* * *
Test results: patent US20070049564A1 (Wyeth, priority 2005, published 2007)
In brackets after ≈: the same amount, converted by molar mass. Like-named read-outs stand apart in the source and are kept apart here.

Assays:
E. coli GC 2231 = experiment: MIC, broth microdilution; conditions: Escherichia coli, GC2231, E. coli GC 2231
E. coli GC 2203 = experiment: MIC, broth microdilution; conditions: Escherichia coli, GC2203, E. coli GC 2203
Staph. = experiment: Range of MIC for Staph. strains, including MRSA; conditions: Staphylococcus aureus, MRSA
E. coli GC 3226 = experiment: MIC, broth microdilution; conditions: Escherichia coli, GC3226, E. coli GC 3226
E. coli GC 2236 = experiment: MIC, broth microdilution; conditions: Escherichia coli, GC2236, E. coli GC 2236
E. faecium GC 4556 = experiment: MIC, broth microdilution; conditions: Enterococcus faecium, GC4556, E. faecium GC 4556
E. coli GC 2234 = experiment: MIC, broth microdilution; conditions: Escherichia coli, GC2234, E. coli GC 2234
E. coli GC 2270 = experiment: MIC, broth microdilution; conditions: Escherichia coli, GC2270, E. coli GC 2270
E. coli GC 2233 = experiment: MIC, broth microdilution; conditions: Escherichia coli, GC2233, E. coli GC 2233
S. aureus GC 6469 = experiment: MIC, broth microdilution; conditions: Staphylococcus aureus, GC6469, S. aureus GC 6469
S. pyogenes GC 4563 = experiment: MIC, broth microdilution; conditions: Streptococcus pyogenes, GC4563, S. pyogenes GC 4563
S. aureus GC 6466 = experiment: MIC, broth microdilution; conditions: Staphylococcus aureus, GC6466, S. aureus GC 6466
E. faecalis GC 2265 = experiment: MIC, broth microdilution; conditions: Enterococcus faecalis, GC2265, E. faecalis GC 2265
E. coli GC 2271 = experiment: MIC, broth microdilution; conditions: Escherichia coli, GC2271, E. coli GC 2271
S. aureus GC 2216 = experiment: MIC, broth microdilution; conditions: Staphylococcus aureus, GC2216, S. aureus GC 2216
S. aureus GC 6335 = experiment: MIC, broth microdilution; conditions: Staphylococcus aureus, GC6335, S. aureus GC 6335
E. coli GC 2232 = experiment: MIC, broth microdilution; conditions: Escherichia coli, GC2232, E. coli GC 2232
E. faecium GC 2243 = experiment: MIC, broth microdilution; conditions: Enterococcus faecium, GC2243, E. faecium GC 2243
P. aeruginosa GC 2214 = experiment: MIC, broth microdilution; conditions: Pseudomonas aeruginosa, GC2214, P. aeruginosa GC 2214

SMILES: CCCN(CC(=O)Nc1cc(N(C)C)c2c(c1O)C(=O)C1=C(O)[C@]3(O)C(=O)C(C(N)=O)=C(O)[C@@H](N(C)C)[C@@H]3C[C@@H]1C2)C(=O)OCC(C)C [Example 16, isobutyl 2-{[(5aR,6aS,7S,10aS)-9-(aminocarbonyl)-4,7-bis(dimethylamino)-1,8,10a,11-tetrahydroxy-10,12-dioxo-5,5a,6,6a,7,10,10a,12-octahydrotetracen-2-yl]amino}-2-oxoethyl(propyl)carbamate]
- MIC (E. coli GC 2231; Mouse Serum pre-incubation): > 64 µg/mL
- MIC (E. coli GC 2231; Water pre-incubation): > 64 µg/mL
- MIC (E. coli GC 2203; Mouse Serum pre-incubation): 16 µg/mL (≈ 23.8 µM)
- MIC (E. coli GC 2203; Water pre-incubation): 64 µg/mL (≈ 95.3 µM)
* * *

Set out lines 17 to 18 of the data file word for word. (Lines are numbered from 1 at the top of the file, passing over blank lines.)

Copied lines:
E. coli GC 2271 = experiment: MIC, broth microdilution; conditions: Escherichia coli, GC2271, E. coli GC 2271
S. aureus GC 2216 = experiment: MIC, broth microdilution; conditions: Staphylococcus aureus, GC2216, S. aureus GC 2216